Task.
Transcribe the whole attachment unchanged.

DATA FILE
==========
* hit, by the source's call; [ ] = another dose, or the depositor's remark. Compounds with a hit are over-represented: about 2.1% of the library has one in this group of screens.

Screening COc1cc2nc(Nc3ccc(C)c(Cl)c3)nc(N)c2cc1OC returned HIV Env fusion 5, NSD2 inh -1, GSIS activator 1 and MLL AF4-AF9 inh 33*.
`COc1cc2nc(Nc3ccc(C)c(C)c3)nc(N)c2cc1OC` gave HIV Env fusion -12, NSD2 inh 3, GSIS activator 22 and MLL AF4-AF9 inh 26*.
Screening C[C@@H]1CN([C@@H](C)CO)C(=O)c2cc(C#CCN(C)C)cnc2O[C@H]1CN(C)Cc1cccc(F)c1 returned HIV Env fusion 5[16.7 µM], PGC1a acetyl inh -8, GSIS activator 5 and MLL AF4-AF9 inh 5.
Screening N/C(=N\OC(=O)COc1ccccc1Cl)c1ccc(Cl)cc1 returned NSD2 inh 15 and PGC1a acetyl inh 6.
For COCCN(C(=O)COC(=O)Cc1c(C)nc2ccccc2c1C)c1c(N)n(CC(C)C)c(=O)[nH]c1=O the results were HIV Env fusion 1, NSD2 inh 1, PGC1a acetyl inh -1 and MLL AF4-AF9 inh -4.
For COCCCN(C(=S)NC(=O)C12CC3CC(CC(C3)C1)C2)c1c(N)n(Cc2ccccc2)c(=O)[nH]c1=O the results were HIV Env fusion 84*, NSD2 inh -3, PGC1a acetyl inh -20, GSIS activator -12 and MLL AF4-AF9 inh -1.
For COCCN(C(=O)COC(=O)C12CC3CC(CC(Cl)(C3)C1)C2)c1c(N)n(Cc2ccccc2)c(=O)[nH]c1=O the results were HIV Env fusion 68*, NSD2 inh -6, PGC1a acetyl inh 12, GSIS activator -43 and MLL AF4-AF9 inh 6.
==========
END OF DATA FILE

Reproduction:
* hit, by the source's call; [ ] = another dose, or the depositor's remark. Compounds with a hit are over-represented: about 2.1% of the library has one in this group of screens.

Screening COc1cc2nc(Nc3ccc(C)c(Cl)c3)nc(N)c2cc1OC returned HIV Env fusion 5, NSD2 inh -1, GSIS activator 1 and MLL AF4-AF9 inh 33*.
`COc1cc2nc(Nc3ccc(C)c(C)c3)nc(N)c2cc1OC` gave HIV Env fusion -12, NSD2 inh 3, GSIS activator 22 and MLL AF4-AF9 inh 26*.
Screening C[C@@H]1CN([C@@H](C)CO)C(=O)c2cc(C#CCN(C)C)cnc2O[C@H]1CN(C)Cc1cccc(F)c1 returned HIV Env fusion 5[16.7 µM], PGC1a acetyl inh -8, GSIS activator 5 and MLL AF4-AF9 inh 5.
Screening N/C(=N\OC(=O)COc1ccccc1Cl)c1ccc(Cl)cc1 returned NSD2 inh 15 and PGC1a acetyl inh 6.
For COCCN(C(=O)COC(=O)Cc1c(C)nc2ccccc2c1C)c1c(N)n(CC(C)C)c(=O)[nH]c1=O the results were HIV Env fusion 1, NSD2 inh 1, PGC1a acetyl inh -1 and MLL AF4-AF9 inh -4.
For COCCCN(C(=S)NC(=O)C12CC3CC(CC(C3)C1)C2)c1c(N)n(Cc2ccccc2)c(=O)[nH]c1=O the results were HIV Env fusion 84*, NSD2 inh -3, PGC1a acetyl inh -20, GSIS activator -12 and MLL AF4-AF9 inh -1.
For COCCN(C(=O)COC(=O)C12CC3CC(CC(Cl)(C3)C1)C2)c1c(N)n(Cc2ccccc2)c(=O)[nH]c1=O the results were HIV Env fusion 68*, NSD2 inh -6, PGC1a acetyl inh 12, GSIS activator -43 and MLL AF4-AF9 inh 6.